Cao Lanh is no slouch when it comes to food, and while, thanks to the town having a spacious layout, there is some legwork involved, with your own transport all the following is within easy reach (or with a bit of wandering).
Start your day with a 6,000 dong banh mi from Banh Mi Hong Ngoc 17 on Nguyen Hue, where the glass fronted hole in the wall has a team of staff churning out banh mi at an exhilarating pace. Once you have your breakfast torpedo in your hand, continue up Nguyen Hue and take a left before the road crosses the river. Here you’ll find the charming May Coffee And Tea, which is a modern cafe inside and has a few lazy chairs out on the pavement facing towards the river. Coffee here starts at 14,000 dong, but they also do tea, smoothies and blended ice concoctions.
As with most Vietnamese towns, Cao Lanh has absolutely no shortage of coffee shops, and it is hard to go wrong. We enjoyed an iced milk coffee in a lazy chair on the shady pavement at Coffee 247 which you’ll find at the corner of Ly Thong Kiet and Nguyen Du, by the northern end of the market and opposite one of the entrances to the bus station. This is a good spot for a quick hit if you are waiting for a bus departure. Up on the southern side of the central lake, almost beside the Huong Sen Hotel, you’ll find the simple but comfortable Cafe Luky 8, where you can plonk yourself in one of their lazy chairs or pop across the road to enjoy your coffee right by the water. At the northern end of town, Ly Thong Kiet is lined with a bunch of comfortable cafes which, while they can get quite busy come the evening, we enjoyed a quiet afternoon coffee at Caphe Hung Phung.
Suitably caffeinated, for daytime noodles we have two recommendations. If, like us, you choose to stay at the Lan Thai Ngoc, then just a hop skip and a jump from there, around the corner on Dang Van Binh, you’ll find Pho 17 Hanoi which does a decent steaming bowl, but if you have your own wheels or are staying over near the market, then Pho Bac Ha, near the intersection of Ly Thong Kiet and Nguyen Du is the better option and offers a broader range of dishes than pho alone. Another place we saw but didn’t try, was Quan Bun Bo Hue on Nguyen Trai—it was doing a roaring trade when we walked past but as we’d just eaten we couldn’t fit another bowl in. This street is another good one for cafe crawling, with quite a few spots to choose from.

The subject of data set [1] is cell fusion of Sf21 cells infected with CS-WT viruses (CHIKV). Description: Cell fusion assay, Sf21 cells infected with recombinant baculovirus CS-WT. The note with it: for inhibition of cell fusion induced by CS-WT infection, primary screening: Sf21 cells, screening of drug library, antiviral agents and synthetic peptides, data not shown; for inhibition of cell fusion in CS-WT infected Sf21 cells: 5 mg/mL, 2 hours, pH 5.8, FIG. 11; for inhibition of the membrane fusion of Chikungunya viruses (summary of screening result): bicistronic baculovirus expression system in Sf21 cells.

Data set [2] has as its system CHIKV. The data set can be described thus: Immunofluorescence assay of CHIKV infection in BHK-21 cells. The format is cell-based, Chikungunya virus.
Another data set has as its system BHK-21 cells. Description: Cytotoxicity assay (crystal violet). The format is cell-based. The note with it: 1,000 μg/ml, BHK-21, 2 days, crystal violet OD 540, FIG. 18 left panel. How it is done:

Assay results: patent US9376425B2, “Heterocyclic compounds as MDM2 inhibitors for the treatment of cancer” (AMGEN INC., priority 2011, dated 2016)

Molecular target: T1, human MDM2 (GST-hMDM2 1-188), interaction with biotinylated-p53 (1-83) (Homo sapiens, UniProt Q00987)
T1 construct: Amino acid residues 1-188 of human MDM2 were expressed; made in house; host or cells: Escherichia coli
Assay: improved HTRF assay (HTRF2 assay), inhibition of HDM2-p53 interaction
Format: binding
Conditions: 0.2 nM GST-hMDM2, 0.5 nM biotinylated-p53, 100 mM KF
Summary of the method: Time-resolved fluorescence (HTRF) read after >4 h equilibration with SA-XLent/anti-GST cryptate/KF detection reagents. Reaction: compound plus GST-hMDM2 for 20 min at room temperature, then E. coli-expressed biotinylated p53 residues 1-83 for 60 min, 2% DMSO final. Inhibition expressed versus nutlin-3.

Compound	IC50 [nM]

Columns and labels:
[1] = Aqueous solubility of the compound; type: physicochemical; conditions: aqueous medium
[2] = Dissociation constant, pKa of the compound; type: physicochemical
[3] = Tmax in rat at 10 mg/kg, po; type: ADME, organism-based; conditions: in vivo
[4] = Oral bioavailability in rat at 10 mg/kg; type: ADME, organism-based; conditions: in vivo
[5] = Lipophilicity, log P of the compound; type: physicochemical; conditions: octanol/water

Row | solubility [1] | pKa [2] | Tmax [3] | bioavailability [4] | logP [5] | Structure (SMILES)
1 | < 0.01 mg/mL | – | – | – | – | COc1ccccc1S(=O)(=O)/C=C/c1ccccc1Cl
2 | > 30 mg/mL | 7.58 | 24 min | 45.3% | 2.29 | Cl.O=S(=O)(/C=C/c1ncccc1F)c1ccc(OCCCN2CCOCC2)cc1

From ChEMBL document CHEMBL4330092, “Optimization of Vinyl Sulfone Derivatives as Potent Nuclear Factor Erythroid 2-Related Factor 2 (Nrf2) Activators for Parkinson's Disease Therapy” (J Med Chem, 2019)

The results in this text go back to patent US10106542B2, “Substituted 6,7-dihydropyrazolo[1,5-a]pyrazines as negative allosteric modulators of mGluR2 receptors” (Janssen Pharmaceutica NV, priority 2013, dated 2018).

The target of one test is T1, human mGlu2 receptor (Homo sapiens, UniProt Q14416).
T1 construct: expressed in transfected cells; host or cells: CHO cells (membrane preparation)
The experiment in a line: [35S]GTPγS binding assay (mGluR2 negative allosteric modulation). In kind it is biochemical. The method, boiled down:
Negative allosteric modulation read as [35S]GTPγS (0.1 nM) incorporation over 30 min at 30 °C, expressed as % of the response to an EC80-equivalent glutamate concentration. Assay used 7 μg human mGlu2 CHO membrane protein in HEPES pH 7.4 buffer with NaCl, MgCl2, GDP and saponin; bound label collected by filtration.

Come the evening, the action is centred around the norther reaches of the lake area, with a selection of boisterous places where the ice cold beers flow as quickly as the food. Lang Viet is a beer hall come restaurant with a fun atmosphere and friendly patrons (the table next to us ordered more food for us to try) and we tried trung ga non chay toi here. It was a new dish for us, essentially a hot plate of baby (by baby we mean yet to be laid) chicken eggs and mixed vegetables (110,000 dong)—it was better than it sounded!
A five minute walk from Lang Viet will take you to the heavingly popular Quan Oc 16H Plus where the food (primarily shellfish) is served on an upstairs terrace. We tried the ngheu hap sa—steamed clams in a lemongrass and chilli broth (40,000 dong) and had no complaints. You’ll find it on the north running lane between Tran Phu and Duong SO 4 off of Ton Duc Thang—you’ll hear it before you see it. If neither unlaid eggs nor shellfish appeal, Bun Hue Chay 143 a little up the road to the north on Ton Duc Thang does, you guessed it, vegetarian bowls.
For a downtown sit down meal is a more western restaurant setting, Ngoc Lan on Nguyen Hue is a good choice with a wide–ranging English menu and not unreasonable prices. It lacks for the atmosphere of the places clustered around the northern area of the lake, but works nonetheless.
Cao Lanh has a night market, which sets up every evening on Dang Van Binh where it runs along to Tran Hung Dao which runs along the western bank of the Dinh Trung river. The night market is not a food market, rather it is (primarily cloth) shopping, but on Tran Hung Dao, both to the north and south are a bunch a restaurants which looked like they would be worth trying—we just didn’t have time to sit down and try any ourselves.
Also in the same are (and also untried by us, but recommended by friends in Ho Chi Minh City), on the far side of this same river are a bunch of ban xeo places running along Le Duan (the road which runs parallel to Tran Hung Dao but on the far side of the river. Again, we didn’t have time to try these out, but they came very highly recommended.
Ban Xeo joints All along Le Duan, Cao Lanh.; .
Banh Mi Hong Ngoc 17 42 Nguyen Hue, Cao Lanh.; .
Bun Hue Chay 143 143 Ton Duc Thang, Cao Lanh.; .
Cafe Luky 8 Almost beside the Huong Sen Hotel, Vo Truong Toan, Cao Lanh.; .
Cao Lanh Night Market Dang Van Binh, Cao Lanh.; .
Caphe Hung Phung Ly Thong Kiet, Cao Lanh.; T: (0939) 414 796; .
Coffee 247 Ly Thong Kiet and Nguyen Du, Cao Lanh.; .
Lang Viet 115-117 Ton Duc Thang, Cao Lanh.; T: (0277) 398 7779; .
May Coffee And Tea 1 Hai Ba Trung, Cao Lanh; T: (0673) 666 663; https://www.facebook.com/maycaolanh Mo–Su: 07:00–23:00.
Ngoc Lan 210 Nguyen Hue, Cao Lanh.; T: (0277) 385 1498; .
Pho 17 Hanoi 17 Dang Van Binh, Cao Lanh; .
Pho Bac Ha 74 Ly Thong Kiet, Cao Lanh.; .
Quan Bun Bo Hue 57 Hue Nguyen Trai, Cao Lanh; .
Quan Oc 16H Plus Between Tran Phu and Duong SO 4 off of Ton Duc Thang, Cao Lanh.; .
Stuart McDonald co-founded Travelfish.org with Samantha Brown in 2004. He has lived in Thailand, Cambodia and Indonesia, where he worked as an under-paid, under-skilled language teacher, an embassy staffer, a newspaper web-site developer, freelancing and various other stuff. His favourite read is The Art of Travel by Alain de Botton.